Obscurity by Chalicea
Extra wordplay letters give ANAGRAM OF CIRCLED LETTERS, leading to CLOUD TYPES, of which four coined by LUKE HOWARD are highlighted.
As I say so often, when I ask for setters’ blogs for Listen With Others, the setter almost invariably says that so much time has passed since she set the puzzle that she has little memory of the process. I reply “Surely you can remember something of the origin of the idea and the setting process!”
Certainly, for me, the origin of this idea was accidentally reading about the nomenclature of clouds in Wiki: The essentials of the modern nomenclature system for tropospheric clouds were proposed by Luke Howard, a British
manufacturing chemist and an amateur meteorologist with broad interests in science, in an 1802 presentation to the Askesian Society.
Of course, my crosswords are known for having key information in diagonals but it seemed a good idea to put his name further over in the grid, leaving room for the four significant names and tricking the solvers who went straight to the leading diagonal. In addition, I know that I over-use the device of ‘an extra letter produced by the wordplay giving a message’ so I opted for a different device – the simple anagram produced by circles (hopefully some solvers will see that I attempted to use a cloud shape with those circles).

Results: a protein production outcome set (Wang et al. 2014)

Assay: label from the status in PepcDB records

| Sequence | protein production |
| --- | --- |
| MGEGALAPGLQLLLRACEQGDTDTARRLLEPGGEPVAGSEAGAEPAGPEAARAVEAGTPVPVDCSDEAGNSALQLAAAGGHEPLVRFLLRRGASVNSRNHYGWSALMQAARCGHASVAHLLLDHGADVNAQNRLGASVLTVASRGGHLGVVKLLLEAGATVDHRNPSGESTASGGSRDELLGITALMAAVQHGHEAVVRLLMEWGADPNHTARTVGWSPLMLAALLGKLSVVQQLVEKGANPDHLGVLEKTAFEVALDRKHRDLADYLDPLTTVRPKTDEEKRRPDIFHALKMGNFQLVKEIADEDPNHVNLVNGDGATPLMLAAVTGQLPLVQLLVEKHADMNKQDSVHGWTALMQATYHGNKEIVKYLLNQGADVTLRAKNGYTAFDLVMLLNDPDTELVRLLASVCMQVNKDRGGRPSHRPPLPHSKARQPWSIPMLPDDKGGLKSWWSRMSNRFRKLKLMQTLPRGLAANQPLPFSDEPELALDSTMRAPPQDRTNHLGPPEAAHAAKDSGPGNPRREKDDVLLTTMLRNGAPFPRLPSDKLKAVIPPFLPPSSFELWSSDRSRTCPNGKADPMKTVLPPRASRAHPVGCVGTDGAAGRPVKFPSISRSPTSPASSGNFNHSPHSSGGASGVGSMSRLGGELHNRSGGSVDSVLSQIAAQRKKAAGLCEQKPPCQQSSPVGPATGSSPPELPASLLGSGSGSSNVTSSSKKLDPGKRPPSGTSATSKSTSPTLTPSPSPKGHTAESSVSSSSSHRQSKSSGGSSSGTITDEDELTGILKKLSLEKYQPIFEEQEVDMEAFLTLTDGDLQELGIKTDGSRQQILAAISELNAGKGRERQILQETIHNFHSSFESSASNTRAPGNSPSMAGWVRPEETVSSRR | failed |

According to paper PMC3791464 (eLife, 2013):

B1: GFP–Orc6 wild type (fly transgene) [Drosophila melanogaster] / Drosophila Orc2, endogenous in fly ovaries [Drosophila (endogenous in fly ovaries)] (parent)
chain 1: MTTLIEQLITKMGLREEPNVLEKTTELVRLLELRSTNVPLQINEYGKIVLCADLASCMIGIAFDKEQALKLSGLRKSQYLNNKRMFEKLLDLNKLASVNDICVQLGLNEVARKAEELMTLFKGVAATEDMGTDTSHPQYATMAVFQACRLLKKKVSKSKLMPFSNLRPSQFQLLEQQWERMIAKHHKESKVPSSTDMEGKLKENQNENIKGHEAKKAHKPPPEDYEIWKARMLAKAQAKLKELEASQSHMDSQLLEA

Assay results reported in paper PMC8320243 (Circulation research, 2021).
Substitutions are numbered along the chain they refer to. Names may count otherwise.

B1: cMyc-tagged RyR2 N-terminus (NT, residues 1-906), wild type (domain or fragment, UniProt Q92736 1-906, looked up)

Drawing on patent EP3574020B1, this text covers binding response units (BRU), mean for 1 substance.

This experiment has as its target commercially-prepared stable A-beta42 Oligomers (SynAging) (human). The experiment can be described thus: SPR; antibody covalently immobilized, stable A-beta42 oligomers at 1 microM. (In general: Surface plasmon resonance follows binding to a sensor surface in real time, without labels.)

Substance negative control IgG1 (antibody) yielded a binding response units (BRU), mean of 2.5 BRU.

How else could I be original? Well, in order to include a lot of thematic material in a grid, I tend to abandon symmetry. My co-Numpty is convinced that very few solvers notice or care about symmetry. Maybe you will tell me if you consider it to be important in a crossword. This time I struggled (with less thematic material than I usually include) and managed to respect symmetry.
I’m always happy to produce a relatively gentle puzzle that gives some pleasure to solvers and provides information that is not familiar to a few.
A full review of this puzzle can be seen over on fifteensquared.
1 comment on “EV1574 (Setter’s Blog)”
Leave your own comment
Thank you Chalicea for an entertaining puzzle with a nice mix of clues, some generous and some trickier ones.
I do tend to look for symmetry when searching for words in an endgame because most of the time that works, however I don’t think it’s crucial. Much more important for me is that any manipulations of the grid result in real words rather than non-words. I completely understand why setters do sometimes have to use non-words but it always leaves me feeling slightly disappointed.